Review: The Trouble With Goats and Sheep by Joanna Cannon

The Trouble With Goats and Sheep

When I’m feeling low or dissatisfied I often find myself nostalgic for an England that was never mine or never existed. A rose tinted community of simpler times without mobile phones and Google, when privacy was just that. Then I remember the privileges today’s society affords me and how little I would know without the internet.

Nevertheless, I crave the anonymity of the past as much as I crave the exposure of the present, and as such, I am drawn to stories that retell the era’s during and prior to my birth.

The Trouble With Goats and Sheep“England, 1976. Mrs. Creasy is missing and the Avenue is alive with whispers. The neighbors blame her sudden disappearance on the heat wave, but ten-year-olds Grace and Tilly aren’t convinced. As the summer shimmers endlessly on, the girls decide to take matters into their own hands. Inspired by the local vicar, they go looking for God—they believe that if they find Him they might also find Mrs. Creasy and bring her home.

Spunky, spirited Grace and quiet, thoughtful Tilly go door to door in search of clues. The cul-de-sac starts to give up its secrets, and the amateur detectives uncover much more than ever imagined. As they try to make sense of what they’ve seen and heard, a complicated history of deception begins to emerge. Everyone on the Avenue has something to hide, a reason for not fitting in.

In the suffocating heat of the summer, the ability to guard these differences becomes impossible. Along with the parched lawns and the melting pavement, the lives of all the neighbors begin to unravel. What the girls don’t realize is that the lies told to conceal what happened one fateful day about a decade ago are the same ones Mrs. Creasy was beginning to peel back just before she disappeared.” GoodReads.

 

The Trouble With Goats and Sheep is a time capsule of a book, I felt as though I was in 70s England. The references made me nostalgic and uncomfortable, the racism, the small town shame, the ‘unbelonging’ of people and how easy it was then – as much as it can be now – to see ‘difference’ in others and project your fears onto them. None of the residents as ‘normal’ as they would like to believe they are, but they can put up the pretence, they have their community masks they wear to fool their neighbours and not reveal who they really are. Walter Bishop doesn’t have that ability, he is socially awkward and doesn’t understand social conversions.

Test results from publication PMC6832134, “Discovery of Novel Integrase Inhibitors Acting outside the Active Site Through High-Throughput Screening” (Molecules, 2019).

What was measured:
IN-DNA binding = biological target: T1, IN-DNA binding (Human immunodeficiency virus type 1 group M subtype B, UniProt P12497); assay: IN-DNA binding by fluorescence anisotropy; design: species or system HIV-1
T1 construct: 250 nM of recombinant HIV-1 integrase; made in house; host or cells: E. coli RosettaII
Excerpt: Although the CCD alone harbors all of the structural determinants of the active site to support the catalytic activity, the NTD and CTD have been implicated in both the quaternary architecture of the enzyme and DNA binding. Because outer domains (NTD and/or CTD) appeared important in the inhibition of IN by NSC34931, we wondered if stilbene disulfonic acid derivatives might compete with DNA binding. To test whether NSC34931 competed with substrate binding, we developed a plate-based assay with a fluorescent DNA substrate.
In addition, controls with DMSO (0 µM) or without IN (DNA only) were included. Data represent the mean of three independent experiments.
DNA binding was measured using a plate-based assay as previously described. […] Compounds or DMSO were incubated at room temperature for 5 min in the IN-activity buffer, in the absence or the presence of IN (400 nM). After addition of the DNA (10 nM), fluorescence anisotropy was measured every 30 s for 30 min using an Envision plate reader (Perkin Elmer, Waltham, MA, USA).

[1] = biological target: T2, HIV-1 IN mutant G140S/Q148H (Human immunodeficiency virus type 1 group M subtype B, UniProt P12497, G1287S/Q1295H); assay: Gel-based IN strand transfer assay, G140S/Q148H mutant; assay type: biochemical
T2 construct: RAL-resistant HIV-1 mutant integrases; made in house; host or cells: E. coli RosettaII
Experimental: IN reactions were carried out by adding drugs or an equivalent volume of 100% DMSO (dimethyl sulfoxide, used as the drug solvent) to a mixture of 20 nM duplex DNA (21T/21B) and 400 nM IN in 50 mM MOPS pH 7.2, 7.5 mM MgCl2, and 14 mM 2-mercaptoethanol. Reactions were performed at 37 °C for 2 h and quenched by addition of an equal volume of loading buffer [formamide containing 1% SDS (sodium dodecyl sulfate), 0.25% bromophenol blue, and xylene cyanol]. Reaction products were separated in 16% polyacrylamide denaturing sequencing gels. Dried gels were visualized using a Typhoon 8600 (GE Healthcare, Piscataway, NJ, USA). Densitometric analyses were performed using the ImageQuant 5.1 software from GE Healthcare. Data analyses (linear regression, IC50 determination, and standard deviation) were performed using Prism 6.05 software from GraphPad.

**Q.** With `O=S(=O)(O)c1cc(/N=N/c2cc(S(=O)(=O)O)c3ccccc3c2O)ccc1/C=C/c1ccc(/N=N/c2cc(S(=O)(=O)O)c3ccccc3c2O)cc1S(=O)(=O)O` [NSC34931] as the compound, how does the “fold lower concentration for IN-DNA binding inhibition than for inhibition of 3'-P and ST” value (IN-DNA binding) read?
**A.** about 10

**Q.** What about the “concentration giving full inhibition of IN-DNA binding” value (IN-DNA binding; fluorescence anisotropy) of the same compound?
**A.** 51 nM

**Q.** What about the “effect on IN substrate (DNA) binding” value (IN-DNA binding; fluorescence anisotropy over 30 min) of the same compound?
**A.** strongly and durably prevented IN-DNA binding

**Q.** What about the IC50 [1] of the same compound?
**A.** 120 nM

Walter Bishop doesn’t have that ability, he is socially awkward and doesn’t understand social conversions. He is an easy target, not only beause he can’t be explained but beacuase he reflected insecurities, ignorances and secrets of the close of houses in which he lived.

Only the children, Grace and Tilly, understand he means them no harm. Devoid of any agenda they were able to see everything clearly, while not understanding what they were discovering. Grace and Tilly, hunting for God in their community to keep everyone safe, were the unexpected guardians of their community. Like the disappearence of Mrs Creasy, they helped bring secrets to the surface and encourage openness and (in some cases) understanding.

The Trouble with Goats and Sheep will take you into the past and or those of you (like me) brought up in a similar small community before the boom of mobile phones and internet it will be a reminder of how simpler times were not simpler at all.

Leave a Reply

5 Comments on "Review: The Trouble With Goats and Sheep by Joanna Cannon"

Notify of
avatar
Sort by:   newest | oldest | most voted
Elena
Guest

A wonderful reflection on the process of reconstructing the past as better than the present (and how hurtful to do so!). I think that it’s time during my move to England to read Joanna Cannon’s book. Every blogger I trust loved it, and I think I will too.

Jenny @ Reading the End
Guest

Simpler times do INDEED not seem simpler. They do seem duller, though. Not nearly as many books. Barely any comics at all. Absolutely no DVD players or streaming video services. How could I put infinity stories in my brain in simpler times? Couldn’t. :p

Angie Vincent
Guest

I have just read this book and feel similar to yourself. I grew up in a small community, I was 7 in 1976 and there is so much about this which made me nostalgic It easy to look back with rose tinted spectacles. This was a reminder things are never as they might have seemed.

wpDiscuz